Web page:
Do you have any advice for people who either have breast cancer or family members with breast cancer, or who don’t have breast cancer but would like to make lifestyle changes that may help prevent breast cancer?

My advice to people who are reluctant to go for breast cancer screening is don’t bury your head in the sand. Cancer nowadays is treatable. It’s easier to treat if caught early so go for the screening.

And even though it may be scary, people are stronger than they think they are.

Be brave. Cancer made me realize life is short so I want to seize the day.

Tell me more about how you became an author of mysteries.

I loved mysteries when I was growing up. Both my parents are professors and our house was full of books, I used to read a lot. And mysteries were the ones that always drew me in, especially The Three Investigators and Trixie Belden.

I write fun, lighthearted mysteries featuring puzzle plots, world travel, history, plenty of adventure, and a dash of romance. They’re traditional mysteries written for adults, but are kid-friendly (no graphic violence, sex, or bad language).

The Alchemist of Riddle and Ruin (Accidental Alchemist #6) is now available! And The Raven Thief (Secret Staircase #2) is available for pre-order. As this newsletter goes out, Publishers Weekly has just given the book the high recommendation of a starred review.

The Raven Thief
Gigi’s Forthcoming Mystery

You’re also a founding member of Crime Writers of Color, of which I am a proud member as well. Congratulations on CWoC winning a Raven award at the Edgar Awards!

Thank you! Yes, we’re very excited about that. About five years ago, Kellye Garrett, Walter Mosley and I saw a need to have a home for authors who self-identify as crime / mystery writers from traditionally underrepresented racial, cultural and ethnic backgrounds. I still can’t quite believe this little idea grew into something so wonderful, with over 350 members.

Thank you to the Mystery Writers of America, and my partners in crime Kellye Garrett, Walter Mosley and CWoC members and the crime writing community in general. CWoC is what it is because of its members, especially the volunteers who give so generously of their time and effort.

What are you reading now?

I’ve gone back to some classics, John Dickson Carr, most recently The Emperor’s Snuffbox.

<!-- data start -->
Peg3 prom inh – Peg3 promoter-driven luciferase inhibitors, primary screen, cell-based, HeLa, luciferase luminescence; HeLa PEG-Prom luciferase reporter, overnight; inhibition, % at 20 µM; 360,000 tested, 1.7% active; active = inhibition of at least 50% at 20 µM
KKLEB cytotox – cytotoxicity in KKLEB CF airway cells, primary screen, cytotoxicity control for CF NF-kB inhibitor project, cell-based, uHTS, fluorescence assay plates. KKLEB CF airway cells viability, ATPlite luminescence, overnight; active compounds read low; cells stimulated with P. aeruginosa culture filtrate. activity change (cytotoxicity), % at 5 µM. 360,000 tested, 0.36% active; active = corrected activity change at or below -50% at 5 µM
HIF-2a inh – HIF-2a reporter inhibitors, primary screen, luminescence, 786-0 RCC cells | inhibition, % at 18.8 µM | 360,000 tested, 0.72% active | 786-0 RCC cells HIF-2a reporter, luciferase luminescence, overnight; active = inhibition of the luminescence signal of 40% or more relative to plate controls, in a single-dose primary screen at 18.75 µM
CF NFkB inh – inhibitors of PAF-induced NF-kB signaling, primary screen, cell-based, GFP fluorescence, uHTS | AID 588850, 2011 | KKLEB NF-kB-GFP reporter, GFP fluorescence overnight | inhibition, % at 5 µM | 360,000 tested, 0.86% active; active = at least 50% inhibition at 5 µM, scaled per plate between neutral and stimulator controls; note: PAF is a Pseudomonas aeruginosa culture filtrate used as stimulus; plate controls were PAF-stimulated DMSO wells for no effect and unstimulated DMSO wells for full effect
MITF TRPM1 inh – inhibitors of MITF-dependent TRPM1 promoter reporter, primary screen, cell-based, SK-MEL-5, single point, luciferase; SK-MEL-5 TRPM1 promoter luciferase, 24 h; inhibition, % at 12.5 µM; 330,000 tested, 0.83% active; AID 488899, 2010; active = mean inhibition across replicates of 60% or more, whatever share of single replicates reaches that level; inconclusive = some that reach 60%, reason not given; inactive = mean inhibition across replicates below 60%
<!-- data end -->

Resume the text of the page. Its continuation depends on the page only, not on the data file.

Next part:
I’m also enjoying a cookbook I loved: The Flavor Equation: The Science of Great Cooking Explained, by Nik Sharma.

Podcasts I’m enjoying are Science Vs. and classic Sherlock Holmes radio shows from the 1940s, which can be found on BBC Sounds.

Thank you Gigi for your valuable time and for all that you do for fellow authors!

Thank you for reading.

Happy Holidays and blessings and joy for the new year!!!

Manju Soni (she/her) pen name: M. J. Soni) is a former eye surgeon turned author. She is the author of Defying Apartheid, her debut nonfiction book that captures her experiences of being a young activist against apartheid. Her short fiction and essays has appeared in Ellery Queen Mystery Magazine, Akashic Books, Apeiron Review and The Establishment. She’s a member of Crime Writers of Color and Sisters in Crime (National and Connecticut).
https://manjusoni.com | https://twitter.com/MJSoniWrites


We have exciting news from the K.J.Somaiya Medical College and Research Centre about their 2022 Breast Cancer Awareness and Screening Programme.

Funded by Maina Foundation the program was started in 2014 as a 5-year project and further extended for 3 years. After the Covid 19 pandemic, the project was again implemented in Urban areas and rural areas with the aim to create awareness on breast cancer; and motivate attendees to undergo clinical breast examination and mammography; and motivate them to do self-breast examination.

In the beginning of the project in 2022, only one outreach worker was appointed. Later in the month of April 2022, two more staff (Health Educator and Nurse) were added to the project. Towards the end of the year, only two staff were available (Health educator and outreach worker).

Project achievement for 2022

A total of 959 women had breast screening, of which 83 were found to have some abnormality. These included firm hard lump with skin dimpling and lymph node enlargement, retraction of nipple with thickening of skin, mobile lump, clear nipple discharge, ill-defined swelling, pain in breast.

A total 4 breast cancer cases were diagnosed and operated for breast cancer and put on treatment in K. J. Somaiya Hospital and Research Centre, Mumbai.

4 lives saved!

We thank you for your continued support!

For more information on Maina Foundation, and to help its mission, go to https://mainafoundation.org or contact us at 860-434-3985 or info@mainafoundation.org


Donations can also be mailed to:
8 Peppermint Ridge, Old Lyme, CT 06371, USA

Subscribe to the Maina Newsletter

* indicates required

Translate »